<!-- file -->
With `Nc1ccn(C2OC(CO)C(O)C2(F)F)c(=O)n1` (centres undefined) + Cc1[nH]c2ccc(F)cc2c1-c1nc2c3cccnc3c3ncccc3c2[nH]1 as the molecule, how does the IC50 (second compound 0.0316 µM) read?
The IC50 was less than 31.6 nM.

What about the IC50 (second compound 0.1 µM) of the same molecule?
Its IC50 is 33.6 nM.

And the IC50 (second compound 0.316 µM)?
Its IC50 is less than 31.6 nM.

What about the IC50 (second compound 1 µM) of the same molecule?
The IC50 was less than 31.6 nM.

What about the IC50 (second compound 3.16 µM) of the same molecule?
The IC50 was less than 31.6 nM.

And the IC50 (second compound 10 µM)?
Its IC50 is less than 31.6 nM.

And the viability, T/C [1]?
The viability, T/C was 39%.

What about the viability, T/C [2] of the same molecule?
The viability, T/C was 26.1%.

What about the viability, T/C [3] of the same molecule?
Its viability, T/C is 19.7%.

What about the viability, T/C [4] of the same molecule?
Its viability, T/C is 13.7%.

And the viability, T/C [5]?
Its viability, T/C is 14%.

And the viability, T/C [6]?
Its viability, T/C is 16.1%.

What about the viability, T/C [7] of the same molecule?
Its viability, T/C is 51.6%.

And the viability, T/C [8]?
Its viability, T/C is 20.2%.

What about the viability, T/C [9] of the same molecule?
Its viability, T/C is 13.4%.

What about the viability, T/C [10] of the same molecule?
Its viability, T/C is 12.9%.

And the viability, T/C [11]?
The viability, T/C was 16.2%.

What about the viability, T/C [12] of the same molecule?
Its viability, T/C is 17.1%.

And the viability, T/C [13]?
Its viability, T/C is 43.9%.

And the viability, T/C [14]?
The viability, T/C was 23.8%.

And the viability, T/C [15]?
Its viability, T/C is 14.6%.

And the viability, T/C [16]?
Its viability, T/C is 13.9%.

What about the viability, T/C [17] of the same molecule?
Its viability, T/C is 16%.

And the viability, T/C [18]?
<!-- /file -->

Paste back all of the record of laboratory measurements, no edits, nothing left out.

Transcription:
With `Nc1ccn(C2OC(CO)C(O)C2(F)F)c(=O)n1` (centres undefined) + Cc1[nH]c2ccc(F)cc2c1-c1nc2c3cccnc3c3ncccc3c2[nH]1 as the molecule, how does the IC50 (second compound 0.0316 µM) read?
The IC50 was less than 31.6 nM.

What about the IC50 (second compound 0.1 µM) of the same molecule?
Its IC50 is 33.6 nM.

And the IC50 (second compound 0.316 µM)?
Its IC50 is less than 31.6 nM.

What about the IC50 (second compound 1 µM) of the same molecule?
The IC50 was less than 31.6 nM.

What about the IC50 (second compound 3.16 µM) of the same molecule?
The IC50 was less than 31.6 nM.

And the IC50 (second compound 10 µM)?
Its IC50 is less than 31.6 nM.

And the viability, T/C [1]?
The viability, T/C was 39%.

What about the viability, T/C [2] of the same molecule?
The viability, T/C was 26.1%.

What about the viability, T/C [3] of the same molecule?
Its viability, T/C is 19.7%.

What about the viability, T/C [4] of the same molecule?
Its viability, T/C is 13.7%.

And the viability, T/C [5]?
Its viability, T/C is 14%.

And the viability, T/C [6]?
Its viability, T/C is 16.1%.

What about the viability, T/C [7] of the same molecule?
Its viability, T/C is 51.6%.

And the viability, T/C [8]?
Its viability, T/C is 20.2%.

What about the viability, T/C [9] of the same molecule?
Its viability, T/C is 13.4%.

What about the viability, T/C [10] of the same molecule?
Its viability, T/C is 12.9%.

And the viability, T/C [11]?
The viability, T/C was 16.2%.

What about the viability, T/C [12] of the same molecule?
Its viability, T/C is 17.1%.

And the viability, T/C [13]?
Its viability, T/C is 43.9%.

And the viability, T/C [14]?
The viability, T/C was 23.8%.

And the viability, T/C [15]?
Its viability, T/C is 14.6%.

And the viability, T/C [16]?
Its viability, T/C is 13.9%.

What about the viability, T/C [17] of the same molecule?
Its viability, T/C is 16%.

And the viability, T/C [18]?